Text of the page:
Wednesday, September 25, 2019

Media literacy developments in South Korea, Croatia, Ireland #globalMILweek

The previous session at the Global MIL Week feature conference was one in which I was moderator (and a presenter) so I needed to have my attention in the room and I will blog about that later. Now I will liveblog the next session, on national policy and initiatives. The first speaker was Seojoong Kim (SungKangHoe University, South Korea) talking on Development and characteristics of media education ploicy in Korea. He identified the pressures on media, because of dictatorship and religeous groups, and relative lack of freedom of expression in the 70's. Media education grew after the fall of dictatorship, but since 2010 there has been another problem, in the form of social distrust of traditional media and the rise of fake news. He proposed government, citizen and market as the three agents for change. The Korean Broadcasting Commission had played a part in developing media education policy. A key event was revision of the Broadcasting Act, with the introduction of rights and interests of viewers (e.g. supporting a viewers' organisation), and more public access programmes. The MediAct (2002) created media centres, in which citizens have the leading role. There was then further growth in media education services, to more marginalised groups, and also with more engagement in schools. There are currently efforts to introduce the Media Education Supporting Act, with various stakeholders banding together to promote it. Throughout this development the active partcipation of citizens was emphasised, as was the fact that the nature of and needs for media education were constantly evolving.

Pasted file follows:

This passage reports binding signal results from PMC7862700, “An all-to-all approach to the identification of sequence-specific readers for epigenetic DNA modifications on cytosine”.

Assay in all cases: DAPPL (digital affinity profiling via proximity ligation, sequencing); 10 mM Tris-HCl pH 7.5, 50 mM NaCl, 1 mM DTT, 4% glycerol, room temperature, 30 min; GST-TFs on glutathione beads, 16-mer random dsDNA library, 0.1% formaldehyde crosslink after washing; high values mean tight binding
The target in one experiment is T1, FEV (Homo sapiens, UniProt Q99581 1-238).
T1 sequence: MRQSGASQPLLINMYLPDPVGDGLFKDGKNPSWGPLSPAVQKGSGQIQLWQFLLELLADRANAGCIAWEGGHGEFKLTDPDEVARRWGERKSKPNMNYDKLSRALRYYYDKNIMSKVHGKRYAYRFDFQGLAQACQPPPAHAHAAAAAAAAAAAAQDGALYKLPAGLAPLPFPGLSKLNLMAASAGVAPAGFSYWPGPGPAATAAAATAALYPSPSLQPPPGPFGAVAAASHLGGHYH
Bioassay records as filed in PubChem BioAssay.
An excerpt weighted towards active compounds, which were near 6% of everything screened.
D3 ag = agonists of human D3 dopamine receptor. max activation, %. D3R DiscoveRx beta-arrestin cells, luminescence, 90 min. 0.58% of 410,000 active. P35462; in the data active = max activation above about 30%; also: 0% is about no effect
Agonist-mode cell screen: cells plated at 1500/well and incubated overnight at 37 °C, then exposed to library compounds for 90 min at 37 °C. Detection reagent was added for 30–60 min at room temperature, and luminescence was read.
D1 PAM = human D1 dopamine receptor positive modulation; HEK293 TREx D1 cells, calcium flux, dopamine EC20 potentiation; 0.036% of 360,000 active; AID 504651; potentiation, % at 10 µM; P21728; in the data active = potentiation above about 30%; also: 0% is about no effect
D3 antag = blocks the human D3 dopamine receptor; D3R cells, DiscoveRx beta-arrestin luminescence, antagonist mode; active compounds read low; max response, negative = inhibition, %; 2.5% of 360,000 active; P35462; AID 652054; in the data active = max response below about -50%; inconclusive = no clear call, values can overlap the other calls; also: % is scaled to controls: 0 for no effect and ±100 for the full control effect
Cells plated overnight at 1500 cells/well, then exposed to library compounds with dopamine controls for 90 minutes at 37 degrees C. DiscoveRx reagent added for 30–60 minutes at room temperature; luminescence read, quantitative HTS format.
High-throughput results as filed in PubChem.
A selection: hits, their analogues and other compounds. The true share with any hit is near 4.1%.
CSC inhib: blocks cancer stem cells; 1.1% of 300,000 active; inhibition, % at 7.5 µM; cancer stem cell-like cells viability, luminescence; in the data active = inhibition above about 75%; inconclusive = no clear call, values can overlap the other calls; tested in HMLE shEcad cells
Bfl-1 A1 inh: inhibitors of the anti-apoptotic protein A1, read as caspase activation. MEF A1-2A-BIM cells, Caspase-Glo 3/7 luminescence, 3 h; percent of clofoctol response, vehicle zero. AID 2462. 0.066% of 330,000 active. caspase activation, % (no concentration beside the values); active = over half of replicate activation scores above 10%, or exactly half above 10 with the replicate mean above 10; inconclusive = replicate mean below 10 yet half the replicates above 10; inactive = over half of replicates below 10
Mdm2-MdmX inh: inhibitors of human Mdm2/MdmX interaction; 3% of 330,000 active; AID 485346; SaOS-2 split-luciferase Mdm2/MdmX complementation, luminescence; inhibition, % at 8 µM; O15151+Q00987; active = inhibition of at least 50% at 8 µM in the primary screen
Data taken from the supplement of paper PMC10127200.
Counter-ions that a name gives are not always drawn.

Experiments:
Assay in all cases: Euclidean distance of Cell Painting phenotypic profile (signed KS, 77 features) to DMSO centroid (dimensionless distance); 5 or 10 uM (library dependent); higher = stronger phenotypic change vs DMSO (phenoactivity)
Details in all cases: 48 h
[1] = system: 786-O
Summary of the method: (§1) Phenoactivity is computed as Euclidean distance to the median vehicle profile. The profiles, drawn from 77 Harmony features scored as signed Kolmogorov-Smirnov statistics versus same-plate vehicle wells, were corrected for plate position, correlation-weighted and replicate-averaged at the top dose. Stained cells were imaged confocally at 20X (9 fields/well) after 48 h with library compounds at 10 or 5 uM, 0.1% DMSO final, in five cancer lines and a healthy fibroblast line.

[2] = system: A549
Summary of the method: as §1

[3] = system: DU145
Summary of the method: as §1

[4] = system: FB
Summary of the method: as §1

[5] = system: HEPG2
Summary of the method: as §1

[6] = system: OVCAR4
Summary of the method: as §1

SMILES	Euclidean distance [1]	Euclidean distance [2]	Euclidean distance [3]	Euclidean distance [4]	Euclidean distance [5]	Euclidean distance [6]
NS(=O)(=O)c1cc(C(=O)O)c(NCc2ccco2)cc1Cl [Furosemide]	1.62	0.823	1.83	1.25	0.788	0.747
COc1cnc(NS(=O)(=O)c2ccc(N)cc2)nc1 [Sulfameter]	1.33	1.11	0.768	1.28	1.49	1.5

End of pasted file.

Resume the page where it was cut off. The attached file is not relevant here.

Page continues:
Next Monika Valecic (Gong, Croatia) talked about Gong, which is a civil society organisation focused on enhancing the democratic process, including citizens' participation in the process. They do education, research and advocacy. The organisation started in 2012. Education for Civic Literacy is a course they run which is designed for teachers. Political Literacy, Media Literacy and EU literacy are the three pillars (it is a pity that EU Literacy was not taught earlier, in the UK, was my thought!) (see photo). They are trying to institute "a new way of thinking about things". A problem is covering the important material in the restricted time! Also they discuss what teaching methods to use e.g. role play, sharing experiences, analyzing media content, watching and listening, group work, debate and reading. Examples of how to use these methods in the classroom are given to the teachers (who are the students of the course).
Finally Philip Russell (Technological University of Deblin, Ireland) talked about the Be Media Smart campaign, the national media literacy campaign inIreland. I have blogged about this before (Russell also spoke at the CILIP conference). It is an initiative of Media Literacy Ireland, which has about 120 members of all sorts, private and public sector. The campaign was built around the idea of getting people to think about the provenance of their information as much as they thought about the provenance of their food. The slogan was stop / think / check, and it was in TV, radio, social media (in which libraries were particularly prominent) and print. The dedicated website is Russell emphasised the involvement of libraries, and their key role in developing MIL. There will be another campaign in Spring 2020. For that they aim to develop a campaign tool-kit and it will need to continue to have a multi-stakeholder approach - Russell highlighted the neccessity of this when there is no national policy. Also the involvement of the broadcasting agency was advantageous in getting affordable advertising in broadcasting media.

No comments: